Wednesday, May 25, 2016

Tuesday - 5/24/2016 - 11 am -1 pm

Today was the first day to actually handle the spools we have here. They total three boxes with 14 reels in box 122, these are interviews regarding the Kansas city flood. Box 123 will be the big one as I understand it. These would for the most part be the Holocaust spools. Some seem not to be such as several spools that seem to be recorded radio programs from 1945 and 1946. However these 17 spools may include some interviews and recordings that are not available to the public yet, at least I am hoping. The spools are not very well labeled so I am not sure what interviews are on what spools. The final box, box 124, has spools labeled Case Study Sylvia. There are 17 of these spools, they all seem to be from 1951. I am unsure what these are or what is on them. Once I pull some of the Boder papers I should have some sort of indication.

After going through the spools and taking stock of what is in the boxes I moved on to seeing just what the Library of Congress has in the way of the Boder recordings. I went through their catalog and found the entries for the recordings. They are all listed by the name of who is being interviewed, these do not link up with the way the spools we have are labeled. As a result I could not easily compare what we have compared to what they have. This will be a task I will have to undertake after the digitization of these audio spools.


  1. Wow - what interesting material here Jon. Can you say more about the people being interviewed and the context for these?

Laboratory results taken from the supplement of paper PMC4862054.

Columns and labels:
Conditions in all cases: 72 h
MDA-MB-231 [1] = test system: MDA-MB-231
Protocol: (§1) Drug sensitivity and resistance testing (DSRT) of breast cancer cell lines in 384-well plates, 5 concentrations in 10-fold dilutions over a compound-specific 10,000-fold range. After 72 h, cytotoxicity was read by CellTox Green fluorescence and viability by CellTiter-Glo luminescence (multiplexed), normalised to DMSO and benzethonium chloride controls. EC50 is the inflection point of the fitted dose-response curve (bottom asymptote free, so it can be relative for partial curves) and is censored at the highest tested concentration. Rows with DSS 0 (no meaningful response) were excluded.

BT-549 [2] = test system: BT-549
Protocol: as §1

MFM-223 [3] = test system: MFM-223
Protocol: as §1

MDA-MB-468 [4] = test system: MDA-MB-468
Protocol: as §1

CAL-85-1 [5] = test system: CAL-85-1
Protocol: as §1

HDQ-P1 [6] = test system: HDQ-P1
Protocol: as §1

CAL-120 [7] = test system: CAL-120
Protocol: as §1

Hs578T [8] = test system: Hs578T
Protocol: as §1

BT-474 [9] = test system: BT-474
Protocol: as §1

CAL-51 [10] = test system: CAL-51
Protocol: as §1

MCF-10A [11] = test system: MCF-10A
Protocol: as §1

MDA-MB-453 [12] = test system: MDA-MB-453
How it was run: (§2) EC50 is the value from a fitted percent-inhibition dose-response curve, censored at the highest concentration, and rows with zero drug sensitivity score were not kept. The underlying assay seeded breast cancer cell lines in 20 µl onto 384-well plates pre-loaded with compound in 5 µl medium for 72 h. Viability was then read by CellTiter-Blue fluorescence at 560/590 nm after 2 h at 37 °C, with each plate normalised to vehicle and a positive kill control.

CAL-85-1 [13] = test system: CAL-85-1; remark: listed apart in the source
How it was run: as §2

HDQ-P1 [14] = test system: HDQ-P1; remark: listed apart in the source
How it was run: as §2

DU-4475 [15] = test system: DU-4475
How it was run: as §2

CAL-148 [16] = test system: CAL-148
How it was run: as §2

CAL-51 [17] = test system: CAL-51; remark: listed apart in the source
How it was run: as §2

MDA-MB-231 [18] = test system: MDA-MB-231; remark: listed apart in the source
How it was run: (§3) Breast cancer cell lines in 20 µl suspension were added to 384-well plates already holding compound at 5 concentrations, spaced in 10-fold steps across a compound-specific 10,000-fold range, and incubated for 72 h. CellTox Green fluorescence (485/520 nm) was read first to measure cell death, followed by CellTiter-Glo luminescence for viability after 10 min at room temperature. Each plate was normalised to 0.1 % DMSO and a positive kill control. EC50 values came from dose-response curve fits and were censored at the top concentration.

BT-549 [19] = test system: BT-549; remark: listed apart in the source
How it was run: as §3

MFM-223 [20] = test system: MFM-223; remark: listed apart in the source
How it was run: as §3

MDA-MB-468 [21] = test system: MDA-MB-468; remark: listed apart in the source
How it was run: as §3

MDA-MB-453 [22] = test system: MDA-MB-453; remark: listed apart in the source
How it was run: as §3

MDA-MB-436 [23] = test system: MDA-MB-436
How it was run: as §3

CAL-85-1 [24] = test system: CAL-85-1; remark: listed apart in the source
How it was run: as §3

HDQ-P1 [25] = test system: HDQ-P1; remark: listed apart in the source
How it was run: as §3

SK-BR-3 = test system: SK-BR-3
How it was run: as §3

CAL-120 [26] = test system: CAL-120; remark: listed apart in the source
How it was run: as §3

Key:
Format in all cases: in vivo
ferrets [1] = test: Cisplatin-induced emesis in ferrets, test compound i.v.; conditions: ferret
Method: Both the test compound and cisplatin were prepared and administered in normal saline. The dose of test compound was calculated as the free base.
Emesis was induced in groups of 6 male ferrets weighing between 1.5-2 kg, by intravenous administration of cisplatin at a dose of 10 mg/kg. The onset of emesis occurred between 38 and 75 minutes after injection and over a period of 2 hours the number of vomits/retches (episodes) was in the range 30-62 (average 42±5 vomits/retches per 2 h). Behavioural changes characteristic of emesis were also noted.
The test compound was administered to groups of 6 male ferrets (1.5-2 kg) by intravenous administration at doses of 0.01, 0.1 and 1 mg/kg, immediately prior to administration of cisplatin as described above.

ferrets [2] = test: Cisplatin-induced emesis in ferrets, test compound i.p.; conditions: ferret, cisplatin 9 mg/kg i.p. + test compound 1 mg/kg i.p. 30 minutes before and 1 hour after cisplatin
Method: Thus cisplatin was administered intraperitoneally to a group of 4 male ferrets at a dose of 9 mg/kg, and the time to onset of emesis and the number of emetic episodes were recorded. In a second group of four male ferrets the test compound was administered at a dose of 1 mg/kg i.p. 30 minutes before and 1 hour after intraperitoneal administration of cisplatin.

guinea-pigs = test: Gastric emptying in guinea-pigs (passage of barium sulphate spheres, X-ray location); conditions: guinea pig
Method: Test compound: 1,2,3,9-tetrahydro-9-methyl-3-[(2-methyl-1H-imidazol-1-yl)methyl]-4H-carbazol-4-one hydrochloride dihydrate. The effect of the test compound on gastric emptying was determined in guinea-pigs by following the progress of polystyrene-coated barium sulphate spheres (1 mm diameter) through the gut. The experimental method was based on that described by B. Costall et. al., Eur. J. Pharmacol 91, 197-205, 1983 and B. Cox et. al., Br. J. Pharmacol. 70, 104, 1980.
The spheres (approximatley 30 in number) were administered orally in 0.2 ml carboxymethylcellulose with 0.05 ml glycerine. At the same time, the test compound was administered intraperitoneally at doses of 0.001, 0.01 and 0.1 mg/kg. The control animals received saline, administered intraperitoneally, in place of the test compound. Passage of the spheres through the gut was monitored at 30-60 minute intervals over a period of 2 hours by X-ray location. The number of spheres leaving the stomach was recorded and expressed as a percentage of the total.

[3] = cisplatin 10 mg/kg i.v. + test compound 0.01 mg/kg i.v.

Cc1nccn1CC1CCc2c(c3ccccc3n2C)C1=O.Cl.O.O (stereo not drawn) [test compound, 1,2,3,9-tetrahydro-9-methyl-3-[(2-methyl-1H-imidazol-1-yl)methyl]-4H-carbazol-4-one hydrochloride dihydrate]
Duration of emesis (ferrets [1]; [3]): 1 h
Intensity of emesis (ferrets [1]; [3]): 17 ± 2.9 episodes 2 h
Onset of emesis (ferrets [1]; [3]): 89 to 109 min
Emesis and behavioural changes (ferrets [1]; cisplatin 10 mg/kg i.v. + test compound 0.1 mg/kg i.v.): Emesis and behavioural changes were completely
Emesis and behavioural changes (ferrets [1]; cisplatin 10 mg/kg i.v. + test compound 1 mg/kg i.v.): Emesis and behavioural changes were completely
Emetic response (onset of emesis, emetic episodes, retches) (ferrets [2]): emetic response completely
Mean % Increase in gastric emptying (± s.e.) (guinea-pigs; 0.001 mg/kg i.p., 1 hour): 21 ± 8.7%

1. It would certainly be a wide swath of people. In terms of the Kansas City flood it is my understanding that Boder actually interviewed quite a few minority peoples that were displaced. I guess some researchers studying the history of FEMA have taken interest in these recordings, as have some researchers looking at how the city was then divided racially and the disproportionate numbers of whites being helped by the government when compared to other racial groups.

      The Holocaust recordings, it is my understanding, are of all sorts of people. If I recall correctly there are some 43 or so interviews and they are of women and men, young and old. At least one was a rabbi and another a doctor. I am unsure if they are from across Europe or just certain areas. They were all recorded in 1946 and were the first oral histories done regarding the holocaust (it is interesting though that since the term didn't exist yet they use several other terms in the recordings I have heard such as "the tragedy").